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J Mol Biol. 2000 Apr 7;297(4):895-906.

Archaeal homologs of eukaryotic methylation guide small nucleolar RNAs: lessons from the Pyrococcus genomes.

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Laboratoire de Biométrie et Intelligence Artificielle, INRA, Castanet-Tolosan, 31326, France.

Erratum in

  • J Mol Biol 2000 Jul 21;300(4):1017-8.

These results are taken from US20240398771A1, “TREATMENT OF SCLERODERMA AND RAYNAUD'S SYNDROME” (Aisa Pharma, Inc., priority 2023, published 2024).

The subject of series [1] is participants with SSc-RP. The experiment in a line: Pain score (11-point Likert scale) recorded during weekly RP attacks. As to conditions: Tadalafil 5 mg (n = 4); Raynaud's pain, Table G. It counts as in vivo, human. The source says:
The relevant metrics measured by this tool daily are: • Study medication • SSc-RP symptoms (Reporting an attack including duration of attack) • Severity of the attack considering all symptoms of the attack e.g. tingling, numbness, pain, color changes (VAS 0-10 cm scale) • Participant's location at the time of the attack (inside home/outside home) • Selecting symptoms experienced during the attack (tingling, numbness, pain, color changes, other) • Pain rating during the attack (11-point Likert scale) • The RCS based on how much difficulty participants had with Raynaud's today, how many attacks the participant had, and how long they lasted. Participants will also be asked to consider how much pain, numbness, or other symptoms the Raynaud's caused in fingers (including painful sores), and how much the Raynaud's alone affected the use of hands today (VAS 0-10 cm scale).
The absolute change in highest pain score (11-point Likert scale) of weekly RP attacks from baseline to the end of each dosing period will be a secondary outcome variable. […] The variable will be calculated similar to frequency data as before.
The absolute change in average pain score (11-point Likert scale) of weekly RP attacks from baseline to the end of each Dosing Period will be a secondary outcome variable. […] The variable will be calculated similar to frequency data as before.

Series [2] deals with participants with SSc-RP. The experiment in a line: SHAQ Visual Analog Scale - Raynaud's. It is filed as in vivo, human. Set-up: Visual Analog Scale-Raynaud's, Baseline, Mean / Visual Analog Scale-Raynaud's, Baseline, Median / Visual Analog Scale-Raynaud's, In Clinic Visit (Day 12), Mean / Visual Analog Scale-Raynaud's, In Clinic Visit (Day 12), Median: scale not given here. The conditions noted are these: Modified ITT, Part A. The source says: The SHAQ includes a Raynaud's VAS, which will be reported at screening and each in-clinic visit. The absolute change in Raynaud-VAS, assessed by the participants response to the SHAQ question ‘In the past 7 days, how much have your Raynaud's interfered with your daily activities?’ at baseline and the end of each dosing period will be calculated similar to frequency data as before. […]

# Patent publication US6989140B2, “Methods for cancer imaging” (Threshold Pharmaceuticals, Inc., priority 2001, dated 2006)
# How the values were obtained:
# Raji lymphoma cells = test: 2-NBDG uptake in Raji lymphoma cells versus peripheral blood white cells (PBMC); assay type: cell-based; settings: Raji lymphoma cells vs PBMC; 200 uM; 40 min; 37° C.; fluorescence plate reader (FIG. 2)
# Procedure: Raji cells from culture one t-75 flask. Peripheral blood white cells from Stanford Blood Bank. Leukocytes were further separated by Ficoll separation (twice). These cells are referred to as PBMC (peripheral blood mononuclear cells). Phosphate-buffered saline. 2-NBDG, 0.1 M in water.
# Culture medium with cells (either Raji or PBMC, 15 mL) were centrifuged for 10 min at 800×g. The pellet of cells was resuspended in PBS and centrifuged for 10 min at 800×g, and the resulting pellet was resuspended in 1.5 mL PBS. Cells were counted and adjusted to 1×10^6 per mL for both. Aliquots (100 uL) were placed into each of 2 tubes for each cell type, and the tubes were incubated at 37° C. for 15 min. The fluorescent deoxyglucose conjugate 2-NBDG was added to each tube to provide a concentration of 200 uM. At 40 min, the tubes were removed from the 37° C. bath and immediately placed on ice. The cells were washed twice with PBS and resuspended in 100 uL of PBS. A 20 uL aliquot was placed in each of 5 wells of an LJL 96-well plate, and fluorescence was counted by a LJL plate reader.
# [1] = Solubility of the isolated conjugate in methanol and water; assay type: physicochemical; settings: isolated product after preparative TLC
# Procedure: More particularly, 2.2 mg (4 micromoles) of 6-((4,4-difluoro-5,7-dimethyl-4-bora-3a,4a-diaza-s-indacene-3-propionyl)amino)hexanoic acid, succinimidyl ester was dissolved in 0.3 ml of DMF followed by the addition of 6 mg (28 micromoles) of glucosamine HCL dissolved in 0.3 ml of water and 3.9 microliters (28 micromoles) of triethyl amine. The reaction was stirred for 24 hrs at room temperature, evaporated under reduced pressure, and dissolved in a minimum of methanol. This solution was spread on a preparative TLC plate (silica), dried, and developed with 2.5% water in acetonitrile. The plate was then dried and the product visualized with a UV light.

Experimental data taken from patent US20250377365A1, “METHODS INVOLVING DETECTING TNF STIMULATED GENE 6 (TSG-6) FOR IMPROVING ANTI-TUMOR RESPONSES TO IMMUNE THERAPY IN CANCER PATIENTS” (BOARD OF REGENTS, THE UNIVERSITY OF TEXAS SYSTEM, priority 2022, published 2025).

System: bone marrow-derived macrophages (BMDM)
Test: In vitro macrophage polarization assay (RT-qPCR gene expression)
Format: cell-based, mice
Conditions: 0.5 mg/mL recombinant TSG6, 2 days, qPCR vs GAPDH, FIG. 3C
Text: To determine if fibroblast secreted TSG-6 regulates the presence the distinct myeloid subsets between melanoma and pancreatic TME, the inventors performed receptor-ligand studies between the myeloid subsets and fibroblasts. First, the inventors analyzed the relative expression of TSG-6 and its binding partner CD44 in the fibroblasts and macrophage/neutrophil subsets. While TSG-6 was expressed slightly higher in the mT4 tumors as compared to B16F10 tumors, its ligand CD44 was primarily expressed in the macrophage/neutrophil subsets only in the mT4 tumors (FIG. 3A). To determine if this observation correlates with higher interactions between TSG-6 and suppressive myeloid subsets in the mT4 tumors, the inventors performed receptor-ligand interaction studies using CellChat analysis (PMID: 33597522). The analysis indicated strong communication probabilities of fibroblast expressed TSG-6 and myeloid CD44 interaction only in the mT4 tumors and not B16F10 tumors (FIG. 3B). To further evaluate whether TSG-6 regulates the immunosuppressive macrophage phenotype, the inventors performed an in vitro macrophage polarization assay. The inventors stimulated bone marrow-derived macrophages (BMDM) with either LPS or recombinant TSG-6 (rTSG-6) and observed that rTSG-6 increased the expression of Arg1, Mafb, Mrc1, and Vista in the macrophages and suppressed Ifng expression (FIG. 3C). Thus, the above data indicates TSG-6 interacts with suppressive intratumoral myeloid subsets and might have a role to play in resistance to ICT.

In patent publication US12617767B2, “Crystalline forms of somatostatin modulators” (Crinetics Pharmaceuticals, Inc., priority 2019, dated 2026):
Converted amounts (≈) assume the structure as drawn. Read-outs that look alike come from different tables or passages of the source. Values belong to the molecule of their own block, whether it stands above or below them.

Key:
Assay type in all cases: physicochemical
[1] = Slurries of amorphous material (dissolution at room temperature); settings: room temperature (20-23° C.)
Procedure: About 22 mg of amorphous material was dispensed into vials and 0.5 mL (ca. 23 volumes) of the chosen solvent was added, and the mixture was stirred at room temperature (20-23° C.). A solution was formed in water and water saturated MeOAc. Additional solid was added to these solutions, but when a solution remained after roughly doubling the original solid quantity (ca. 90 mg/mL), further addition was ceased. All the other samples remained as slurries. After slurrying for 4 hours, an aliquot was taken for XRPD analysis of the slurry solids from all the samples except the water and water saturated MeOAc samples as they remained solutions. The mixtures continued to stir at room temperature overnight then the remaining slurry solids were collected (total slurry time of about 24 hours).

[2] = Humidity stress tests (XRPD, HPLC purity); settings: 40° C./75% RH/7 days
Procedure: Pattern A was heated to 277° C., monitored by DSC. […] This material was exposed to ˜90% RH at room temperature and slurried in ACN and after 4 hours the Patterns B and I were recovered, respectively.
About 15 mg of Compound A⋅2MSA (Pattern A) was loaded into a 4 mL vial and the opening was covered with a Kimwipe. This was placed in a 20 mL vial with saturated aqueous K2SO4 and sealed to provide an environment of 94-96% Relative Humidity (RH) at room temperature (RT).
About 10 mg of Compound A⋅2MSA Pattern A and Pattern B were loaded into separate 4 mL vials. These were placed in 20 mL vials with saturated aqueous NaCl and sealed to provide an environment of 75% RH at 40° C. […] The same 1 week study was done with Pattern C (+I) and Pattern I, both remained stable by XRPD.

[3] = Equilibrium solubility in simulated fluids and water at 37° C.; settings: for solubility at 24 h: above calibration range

Ribose methylation is a prevalent type of nucleotide modification in rRNA. Eukaryotic rRNAs display a complex pattern of ribose methylations, amounting to 55 in yeast Saccharomyces cerevisiae and about 100 in vertebrates. Ribose methylations of eukaryotic rRNAs are each guided by a cognate small RNA, belonging to the family of box C/D antisense snoRNAs, through transient formation of a specific base-pairing at the rRNA modification site. In prokaryotes, the pattern of rRNA ribose methylations has been fully characterized in a single species so far, Escherichia coli, which contains only four ribose methylated rRNA nucleotides. However, the hyperthermophile archaeon Sulfolobus solfataricus contains, like eukaryotes, a large number of (yet unmapped) rRNA ribose methylations and homologs of eukaryotic box C/D small nucleolar ribonuclear proteins have been identified in archaeal genomes. We have therefore searched archaeal genomes for potential homologs of eukaryotic methylation guide small nucleolar RNAs, by combining searches for structured motifs with homology searches. We have identified a family of 46 small RNAs, conserved in the genomes of three hyperthermophile Pyrococcus species, which we have experimentally characterized in Pyrococcus abyssi. The Pyrococcus small RNAs, the first reported homologs of methylation guide small nucleolar RNAs in organisms devoid of a nucleus, appear as a paradigm of minimalist box C/D antisense RNAs. They differ from their eukaryotic homologs by their outstanding structural homogeneity, extended consensus box motifs and the quasi-systematic presence of two (instead of one) rRNA antisense elements. Remarkably, for each small RNA the two antisense elements always match rRNA sequences close to each other in rRNA structure, suggesting an important role in rRNA folding. Only a few of the predicted P. abyssi rRNA ribose methylations have been detected so far. Further analysis of these archaeal small RNAs could provide new insights into the origin and functions of methylation guide small nucleolar RNAs and illuminate the still elusive role of rRNA ribose methylations.

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